A super PAC tied to Paul Manafort tried to explain on Tuesday to the Federal Election Commission why it failed to report a $1 million contribution it received one week before the 2016 election.
Rebuilding America Now PAC sent a letter laying out its position on the “inadvertent omission,” telling the FEC that a series of clerical errors had led to its failure to report the $1 million contribution.
The note also revealed that the PAC conducted an internal audit in late September 2018. That mans the audit came around roughly the same time as Manafort was cooperating with the special counsel’s investigation. A federal judge later found that Manafort lied to prosecutors during those sessions about a mysterious $125,000 payment from a vendor of Rebuilding America Now that supposedly went towards paying down a debt Manafort had to a law firm.
The FEC first demanded an explanation for why the $1 million wasn’t accounted for on the group’s monthly filing that covered the weeks before the 2016 election in a February 2019 letter.
The missing contribution came from Los Angeles real estate magnate Geoffrey Palmer, who gave a total of $6 million to Rebuilding America Now during the 2016 election cycle. The PAC spent a total of $23 million during the same period.
Ryan R. Call, treasurer for the PAC, wrote in the Tuesday letter that Palmer had contributed $1 million 11 days before the omitted donation was made, leading Call to believe that it was a “duplicate entry” and to remove it from the original filing.
When reconciling the committee’s end-of-year books, the PAC discovered that Palmer had made two $1 million contributions in October 2016, but only corrected the overall balance for its year-end report to the FEC, and did not add a reference to the missing million.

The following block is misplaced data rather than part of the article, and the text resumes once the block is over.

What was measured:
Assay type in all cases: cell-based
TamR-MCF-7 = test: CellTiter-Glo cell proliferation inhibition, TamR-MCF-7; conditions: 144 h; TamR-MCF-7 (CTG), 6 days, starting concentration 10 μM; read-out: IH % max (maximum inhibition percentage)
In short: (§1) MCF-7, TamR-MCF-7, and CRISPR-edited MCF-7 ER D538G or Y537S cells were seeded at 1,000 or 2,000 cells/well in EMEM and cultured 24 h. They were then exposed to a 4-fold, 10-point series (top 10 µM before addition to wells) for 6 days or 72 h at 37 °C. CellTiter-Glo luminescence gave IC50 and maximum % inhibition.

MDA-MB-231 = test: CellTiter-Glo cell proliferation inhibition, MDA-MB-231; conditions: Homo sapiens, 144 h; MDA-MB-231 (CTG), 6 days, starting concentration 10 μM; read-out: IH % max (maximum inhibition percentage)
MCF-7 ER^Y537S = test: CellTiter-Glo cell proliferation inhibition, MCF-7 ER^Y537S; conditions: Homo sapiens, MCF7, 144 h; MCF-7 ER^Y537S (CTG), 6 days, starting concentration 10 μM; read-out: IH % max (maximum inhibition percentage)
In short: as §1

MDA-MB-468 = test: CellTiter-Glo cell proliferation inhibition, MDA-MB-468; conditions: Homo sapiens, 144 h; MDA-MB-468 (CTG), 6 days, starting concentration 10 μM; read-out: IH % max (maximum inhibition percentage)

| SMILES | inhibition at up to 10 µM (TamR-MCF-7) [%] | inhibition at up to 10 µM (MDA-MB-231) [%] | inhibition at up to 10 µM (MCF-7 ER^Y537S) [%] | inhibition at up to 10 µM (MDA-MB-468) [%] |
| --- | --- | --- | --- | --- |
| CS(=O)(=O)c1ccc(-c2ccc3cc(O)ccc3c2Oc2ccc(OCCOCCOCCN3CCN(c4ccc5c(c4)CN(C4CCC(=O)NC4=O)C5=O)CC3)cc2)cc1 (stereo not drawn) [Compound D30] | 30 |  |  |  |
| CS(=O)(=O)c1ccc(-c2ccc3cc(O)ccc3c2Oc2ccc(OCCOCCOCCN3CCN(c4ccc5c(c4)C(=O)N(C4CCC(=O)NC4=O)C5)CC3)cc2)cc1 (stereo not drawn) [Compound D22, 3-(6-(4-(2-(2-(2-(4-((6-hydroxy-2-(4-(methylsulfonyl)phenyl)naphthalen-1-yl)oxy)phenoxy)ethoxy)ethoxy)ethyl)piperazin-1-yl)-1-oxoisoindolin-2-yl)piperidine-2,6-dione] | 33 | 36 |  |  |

It wasn’t until late September 2018, the committee writes, that it discovered during an “internal audit” that information about the $1 million was missing.
It’s not clear what prompted the September audit. Larry Noble, a former FEC general counsel, told TPM that PACs tend not to conduct audits “just for the heck of it. Usually, something triggers it.”
Rebuilding America Now says that it had conducted the audit “in late September of 2018 in advance of the 2018 General Election (during which the Committee was not active in conducting electioneering activities).”
Around this time, court filings show, Paul Manafort was sitting through hours of sessions with FBI agents after his cooperation agreement began on Sept. 14. The cooperation agreement would later fall apart, and prosecutors called off the deal.
This isn’t the first time the PAC has attracted FEC scrutiny.
In June 2018, the FEC sent a letter asking Rebuilding America Now to provide more information on the travel expenses that its executives claimed. Laurance Gay, the PAC’s director who oversaw ticketing for the Trump inaugural committee, took $42,286 from Rebuilding America Now for “travel” in the first three months of 2018.
The PAC does not appear to have replied to that request.